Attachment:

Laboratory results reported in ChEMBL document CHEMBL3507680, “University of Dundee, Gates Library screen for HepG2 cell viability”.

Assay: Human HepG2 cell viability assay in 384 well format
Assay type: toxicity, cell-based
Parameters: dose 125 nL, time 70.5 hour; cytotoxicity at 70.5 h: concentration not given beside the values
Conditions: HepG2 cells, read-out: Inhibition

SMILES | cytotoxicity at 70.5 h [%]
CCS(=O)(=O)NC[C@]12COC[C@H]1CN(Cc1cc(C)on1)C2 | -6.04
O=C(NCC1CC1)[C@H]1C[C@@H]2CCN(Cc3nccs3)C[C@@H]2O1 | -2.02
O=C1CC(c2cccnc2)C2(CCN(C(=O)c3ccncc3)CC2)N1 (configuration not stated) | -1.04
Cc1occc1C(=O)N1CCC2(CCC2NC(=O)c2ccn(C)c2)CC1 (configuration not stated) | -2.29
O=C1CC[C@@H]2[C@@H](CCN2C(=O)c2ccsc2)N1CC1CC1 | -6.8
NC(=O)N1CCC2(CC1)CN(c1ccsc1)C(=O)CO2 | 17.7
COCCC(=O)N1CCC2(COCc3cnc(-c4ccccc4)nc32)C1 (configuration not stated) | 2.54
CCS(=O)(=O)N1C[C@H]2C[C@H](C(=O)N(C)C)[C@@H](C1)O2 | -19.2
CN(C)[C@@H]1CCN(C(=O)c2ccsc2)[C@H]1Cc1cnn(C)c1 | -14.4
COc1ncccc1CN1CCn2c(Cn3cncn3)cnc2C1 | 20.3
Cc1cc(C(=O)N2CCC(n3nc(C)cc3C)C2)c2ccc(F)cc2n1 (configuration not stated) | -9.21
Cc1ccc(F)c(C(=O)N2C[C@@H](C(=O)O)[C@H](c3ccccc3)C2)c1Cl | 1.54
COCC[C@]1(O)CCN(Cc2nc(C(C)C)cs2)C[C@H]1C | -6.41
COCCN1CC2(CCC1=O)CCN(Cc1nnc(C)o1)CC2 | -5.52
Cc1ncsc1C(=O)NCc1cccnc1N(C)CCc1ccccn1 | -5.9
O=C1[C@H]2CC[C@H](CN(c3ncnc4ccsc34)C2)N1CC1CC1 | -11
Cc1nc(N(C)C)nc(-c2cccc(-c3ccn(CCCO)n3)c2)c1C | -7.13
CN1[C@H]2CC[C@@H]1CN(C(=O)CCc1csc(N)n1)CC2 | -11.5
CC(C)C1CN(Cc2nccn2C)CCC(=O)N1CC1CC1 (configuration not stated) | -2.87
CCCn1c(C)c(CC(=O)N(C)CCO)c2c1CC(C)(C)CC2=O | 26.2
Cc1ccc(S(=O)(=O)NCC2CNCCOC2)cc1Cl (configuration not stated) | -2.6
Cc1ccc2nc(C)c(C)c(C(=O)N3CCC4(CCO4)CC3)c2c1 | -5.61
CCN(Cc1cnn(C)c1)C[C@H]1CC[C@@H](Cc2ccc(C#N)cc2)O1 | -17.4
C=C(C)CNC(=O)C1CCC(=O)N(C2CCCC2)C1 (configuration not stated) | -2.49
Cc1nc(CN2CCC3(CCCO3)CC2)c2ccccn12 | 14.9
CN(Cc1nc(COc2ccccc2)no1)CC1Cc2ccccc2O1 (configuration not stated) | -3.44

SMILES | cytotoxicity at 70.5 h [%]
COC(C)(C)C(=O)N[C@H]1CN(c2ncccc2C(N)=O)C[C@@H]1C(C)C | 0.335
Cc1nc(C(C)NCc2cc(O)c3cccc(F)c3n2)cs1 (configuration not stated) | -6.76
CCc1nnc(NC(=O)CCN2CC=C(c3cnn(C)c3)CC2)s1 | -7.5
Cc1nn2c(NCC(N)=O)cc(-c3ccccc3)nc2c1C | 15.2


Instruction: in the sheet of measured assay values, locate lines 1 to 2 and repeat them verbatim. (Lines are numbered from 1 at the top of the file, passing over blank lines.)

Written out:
Laboratory results reported in ChEMBL document CHEMBL3507680, “University of Dundee, Gates Library screen for HepG2 cell viability”.

Assay: Human HepG2 cell viability assay in 384 well format